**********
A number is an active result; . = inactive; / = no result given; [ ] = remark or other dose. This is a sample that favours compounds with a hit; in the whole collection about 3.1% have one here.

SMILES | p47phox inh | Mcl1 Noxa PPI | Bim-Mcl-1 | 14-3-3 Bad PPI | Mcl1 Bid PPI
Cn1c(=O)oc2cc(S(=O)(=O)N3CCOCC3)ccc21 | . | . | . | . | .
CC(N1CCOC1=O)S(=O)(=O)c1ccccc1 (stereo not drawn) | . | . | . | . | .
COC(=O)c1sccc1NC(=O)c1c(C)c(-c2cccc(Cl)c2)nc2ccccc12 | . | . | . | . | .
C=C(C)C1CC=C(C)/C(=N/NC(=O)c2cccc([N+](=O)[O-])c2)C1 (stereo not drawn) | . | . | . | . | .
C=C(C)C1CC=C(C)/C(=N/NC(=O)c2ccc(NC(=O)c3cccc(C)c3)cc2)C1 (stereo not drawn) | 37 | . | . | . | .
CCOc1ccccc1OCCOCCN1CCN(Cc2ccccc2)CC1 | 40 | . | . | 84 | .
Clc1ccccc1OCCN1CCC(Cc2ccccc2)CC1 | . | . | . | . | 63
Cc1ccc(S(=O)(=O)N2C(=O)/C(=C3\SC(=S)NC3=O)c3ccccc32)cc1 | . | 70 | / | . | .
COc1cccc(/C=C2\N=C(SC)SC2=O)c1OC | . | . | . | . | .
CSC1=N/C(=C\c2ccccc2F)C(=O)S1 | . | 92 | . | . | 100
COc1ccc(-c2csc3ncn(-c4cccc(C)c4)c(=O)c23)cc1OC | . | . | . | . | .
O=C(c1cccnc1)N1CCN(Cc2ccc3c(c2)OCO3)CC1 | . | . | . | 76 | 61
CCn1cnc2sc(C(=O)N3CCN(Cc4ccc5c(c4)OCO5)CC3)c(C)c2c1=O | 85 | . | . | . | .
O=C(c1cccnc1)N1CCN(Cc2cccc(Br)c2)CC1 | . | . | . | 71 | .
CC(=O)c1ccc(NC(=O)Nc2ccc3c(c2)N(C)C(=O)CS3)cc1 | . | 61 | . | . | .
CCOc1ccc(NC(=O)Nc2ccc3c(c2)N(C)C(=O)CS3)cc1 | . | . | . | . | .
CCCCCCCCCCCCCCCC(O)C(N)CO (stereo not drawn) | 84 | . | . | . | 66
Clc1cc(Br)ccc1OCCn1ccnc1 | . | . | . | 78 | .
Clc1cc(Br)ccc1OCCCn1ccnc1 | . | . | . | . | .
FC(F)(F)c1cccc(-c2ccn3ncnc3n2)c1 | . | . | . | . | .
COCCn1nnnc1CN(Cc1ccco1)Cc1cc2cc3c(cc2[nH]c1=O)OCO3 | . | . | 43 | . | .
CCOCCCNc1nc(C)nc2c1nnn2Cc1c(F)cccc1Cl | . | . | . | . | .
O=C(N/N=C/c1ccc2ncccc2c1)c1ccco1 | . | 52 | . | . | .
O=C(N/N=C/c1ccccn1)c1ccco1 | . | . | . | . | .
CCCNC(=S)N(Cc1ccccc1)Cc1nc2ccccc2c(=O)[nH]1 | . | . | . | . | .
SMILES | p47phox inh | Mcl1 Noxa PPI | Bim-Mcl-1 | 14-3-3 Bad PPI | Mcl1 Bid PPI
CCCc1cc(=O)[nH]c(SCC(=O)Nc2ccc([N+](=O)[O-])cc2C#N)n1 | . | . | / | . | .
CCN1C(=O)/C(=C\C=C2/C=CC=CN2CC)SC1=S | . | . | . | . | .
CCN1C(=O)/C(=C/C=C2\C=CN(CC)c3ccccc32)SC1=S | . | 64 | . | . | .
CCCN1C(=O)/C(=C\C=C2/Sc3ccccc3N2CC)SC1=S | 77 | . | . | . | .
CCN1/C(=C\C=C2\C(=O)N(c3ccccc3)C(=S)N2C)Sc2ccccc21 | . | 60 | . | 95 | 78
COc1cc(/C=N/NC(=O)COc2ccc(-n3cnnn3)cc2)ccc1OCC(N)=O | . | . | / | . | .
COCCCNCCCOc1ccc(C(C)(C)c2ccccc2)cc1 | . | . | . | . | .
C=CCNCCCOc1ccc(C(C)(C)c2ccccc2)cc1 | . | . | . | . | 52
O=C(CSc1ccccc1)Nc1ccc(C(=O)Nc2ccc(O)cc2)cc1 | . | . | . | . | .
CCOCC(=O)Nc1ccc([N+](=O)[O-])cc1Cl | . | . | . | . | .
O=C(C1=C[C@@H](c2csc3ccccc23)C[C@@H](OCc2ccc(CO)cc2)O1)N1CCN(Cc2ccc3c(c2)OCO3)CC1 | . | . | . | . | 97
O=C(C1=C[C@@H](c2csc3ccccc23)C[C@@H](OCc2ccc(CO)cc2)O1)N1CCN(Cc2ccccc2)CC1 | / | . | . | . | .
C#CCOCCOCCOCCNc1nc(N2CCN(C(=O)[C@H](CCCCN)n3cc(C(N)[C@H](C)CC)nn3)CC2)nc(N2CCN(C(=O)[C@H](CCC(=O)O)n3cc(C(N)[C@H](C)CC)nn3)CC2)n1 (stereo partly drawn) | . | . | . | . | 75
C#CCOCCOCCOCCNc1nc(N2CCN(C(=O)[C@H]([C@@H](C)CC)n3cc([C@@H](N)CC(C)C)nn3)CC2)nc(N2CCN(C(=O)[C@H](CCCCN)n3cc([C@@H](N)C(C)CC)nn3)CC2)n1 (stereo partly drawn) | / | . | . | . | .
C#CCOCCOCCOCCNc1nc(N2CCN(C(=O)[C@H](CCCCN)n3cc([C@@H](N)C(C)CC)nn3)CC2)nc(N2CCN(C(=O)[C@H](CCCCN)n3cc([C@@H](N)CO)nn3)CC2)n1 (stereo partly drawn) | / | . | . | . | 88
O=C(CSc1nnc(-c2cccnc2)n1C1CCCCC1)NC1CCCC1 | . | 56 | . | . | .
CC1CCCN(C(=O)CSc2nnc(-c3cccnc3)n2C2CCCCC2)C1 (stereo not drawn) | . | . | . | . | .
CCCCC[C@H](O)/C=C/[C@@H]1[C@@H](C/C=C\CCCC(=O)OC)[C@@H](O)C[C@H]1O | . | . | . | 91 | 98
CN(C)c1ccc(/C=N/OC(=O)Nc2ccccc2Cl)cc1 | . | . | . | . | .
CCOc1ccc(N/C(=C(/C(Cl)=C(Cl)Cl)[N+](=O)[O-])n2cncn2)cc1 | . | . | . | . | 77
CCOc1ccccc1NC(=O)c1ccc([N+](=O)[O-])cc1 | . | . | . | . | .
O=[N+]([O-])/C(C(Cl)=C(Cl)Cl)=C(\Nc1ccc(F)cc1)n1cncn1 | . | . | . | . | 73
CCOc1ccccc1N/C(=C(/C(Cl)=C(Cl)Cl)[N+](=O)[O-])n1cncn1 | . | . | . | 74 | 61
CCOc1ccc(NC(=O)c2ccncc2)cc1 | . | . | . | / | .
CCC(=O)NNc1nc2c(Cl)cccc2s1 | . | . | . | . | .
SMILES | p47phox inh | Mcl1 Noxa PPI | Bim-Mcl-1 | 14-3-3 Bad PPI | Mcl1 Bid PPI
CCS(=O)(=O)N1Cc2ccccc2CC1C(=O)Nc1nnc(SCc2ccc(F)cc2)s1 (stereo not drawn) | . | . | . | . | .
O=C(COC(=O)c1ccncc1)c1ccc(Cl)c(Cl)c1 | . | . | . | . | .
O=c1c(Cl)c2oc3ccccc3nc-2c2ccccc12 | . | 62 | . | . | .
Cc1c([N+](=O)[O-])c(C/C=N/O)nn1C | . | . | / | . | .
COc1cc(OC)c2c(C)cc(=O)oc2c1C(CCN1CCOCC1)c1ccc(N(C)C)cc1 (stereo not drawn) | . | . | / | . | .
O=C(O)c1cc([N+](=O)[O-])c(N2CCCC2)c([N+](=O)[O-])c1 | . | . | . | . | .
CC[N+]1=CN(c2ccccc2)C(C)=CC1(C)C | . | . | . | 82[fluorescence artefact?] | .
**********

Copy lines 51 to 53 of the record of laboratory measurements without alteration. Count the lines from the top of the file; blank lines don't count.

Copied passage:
CCOc1ccccc1N/C(=C(/C(Cl)=C(Cl)Cl)[N+](=O)[O-])n1cncn1 | . | . | . | 74 | 61
CCOc1ccc(NC(=O)c2ccncc2)cc1 | . | . | . | / | .
CCC(=O)NNc1nc2c(Cl)cccc2s1 | . | . | . | . | .